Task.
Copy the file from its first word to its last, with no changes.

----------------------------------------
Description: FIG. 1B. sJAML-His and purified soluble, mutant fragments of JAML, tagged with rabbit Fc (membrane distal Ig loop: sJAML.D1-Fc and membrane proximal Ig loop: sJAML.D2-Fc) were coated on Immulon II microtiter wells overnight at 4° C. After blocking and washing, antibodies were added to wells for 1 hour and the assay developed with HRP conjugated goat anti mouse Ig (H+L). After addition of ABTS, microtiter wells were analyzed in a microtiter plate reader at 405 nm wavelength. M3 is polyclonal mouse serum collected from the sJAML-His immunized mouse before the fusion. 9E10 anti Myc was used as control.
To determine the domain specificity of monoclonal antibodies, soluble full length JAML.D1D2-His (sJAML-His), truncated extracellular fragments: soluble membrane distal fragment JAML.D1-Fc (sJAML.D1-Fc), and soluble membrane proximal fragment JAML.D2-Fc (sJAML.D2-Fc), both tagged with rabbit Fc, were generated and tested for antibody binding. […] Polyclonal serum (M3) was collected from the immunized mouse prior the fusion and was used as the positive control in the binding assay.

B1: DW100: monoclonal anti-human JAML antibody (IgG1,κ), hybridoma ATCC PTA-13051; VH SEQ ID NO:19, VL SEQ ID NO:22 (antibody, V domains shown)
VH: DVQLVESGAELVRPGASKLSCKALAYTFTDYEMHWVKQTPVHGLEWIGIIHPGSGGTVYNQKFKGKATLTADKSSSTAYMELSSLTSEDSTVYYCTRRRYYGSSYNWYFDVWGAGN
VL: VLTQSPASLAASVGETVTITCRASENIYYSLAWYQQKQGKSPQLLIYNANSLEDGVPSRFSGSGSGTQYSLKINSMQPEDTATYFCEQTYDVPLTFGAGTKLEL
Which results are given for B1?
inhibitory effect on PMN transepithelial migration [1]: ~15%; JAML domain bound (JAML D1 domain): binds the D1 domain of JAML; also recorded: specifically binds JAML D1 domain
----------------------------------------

Description: FIG. 1B. sJAML-His and purified soluble, mutant fragments of JAML, tagged with rabbit Fc (membrane distal Ig loop: sJAML.D1-Fc and membrane proximal Ig loop: sJAML.D2-Fc) were coated on Immulon II microtiter wells overnight at 4° C. After blocking and washing, antibodies were added to wells for 1 hour and the assay developed with HRP conjugated goat anti mouse Ig (H+L). After addition of ABTS, microtiter wells were analyzed in a microtiter plate reader at 405 nm wavelength. M3 is polyclonal mouse serum collected from the sJAML-His immunized mouse before the fusion. 9E10 anti Myc was used as control.
To determine the domain specificity of monoclonal antibodies, soluble full length JAML.D1D2-His (sJAML-His), truncated extracellular fragments: soluble membrane distal fragment JAML.D1-Fc (sJAML.D1-Fc), and soluble membrane proximal fragment JAML.D2-Fc (sJAML.D2-Fc), both tagged with rabbit Fc, were generated and tested for antibody binding. […] Polyclonal serum (M3) was collected from the immunized mouse prior the fusion and was used as the positive control in the binding assay.

B1: DW100: monoclonal anti-human JAML antibody (IgG1,κ), hybridoma ATCC PTA-13051; VH SEQ ID NO:19, VL SEQ ID NO:22 (antibody, V domains shown)
VH: DVQLVESGAELVRPGASKLSCKALAYTFTDYEMHWVKQTPVHGLEWIGIIHPGSGGTVYNQKFKGKATLTADKSSSTAYMELSSLTSEDSTVYYCTRRRYYGSSYNWYFDVWGAGN
VL: VLTQSPASLAASVGETVTITCRASENIYYSLAWYQQKQGKSPQLLIYNANSLEDGVPSRFSGSGSGTQYSLKINSMQPEDTATYFCEQTYDVPLTFGAGTKLEL
Which results are given for B1?
inhibitory effect on PMN transepithelial migration [1]: ~15%; JAML domain bound (JAML D1 domain): binds the D1 domain of JAML; also recorded: specifically binds JAML D1 domain